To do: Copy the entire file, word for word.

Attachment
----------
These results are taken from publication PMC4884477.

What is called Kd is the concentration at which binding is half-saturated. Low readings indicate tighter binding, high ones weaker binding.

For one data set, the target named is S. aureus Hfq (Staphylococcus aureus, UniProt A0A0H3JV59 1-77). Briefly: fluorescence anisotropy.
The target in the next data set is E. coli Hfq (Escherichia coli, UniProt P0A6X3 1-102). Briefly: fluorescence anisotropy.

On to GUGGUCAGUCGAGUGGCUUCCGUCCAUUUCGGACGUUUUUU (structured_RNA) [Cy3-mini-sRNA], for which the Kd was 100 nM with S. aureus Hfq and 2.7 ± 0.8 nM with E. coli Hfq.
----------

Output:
These results are taken from publication PMC4884477.

What is called Kd is the concentration at which binding is half-saturated. Low readings indicate tighter binding, high ones weaker binding.

For one data set, the target named is S. aureus Hfq (Staphylococcus aureus, UniProt A0A0H3JV59 1-77). Briefly: fluorescence anisotropy.
The target in the next data set is E. coli Hfq (Escherichia coli, UniProt P0A6X3 1-102). Briefly: fluorescence anisotropy.

On to GUGGUCAGUCGAGUGGCUUCCGUCCAUUUCGGACGUUUUUU (structured_RNA) [Cy3-mini-sRNA], for which the Kd was 100 nM with S. aureus Hfq and 2.7 ± 0.8 nM with E. coli Hfq.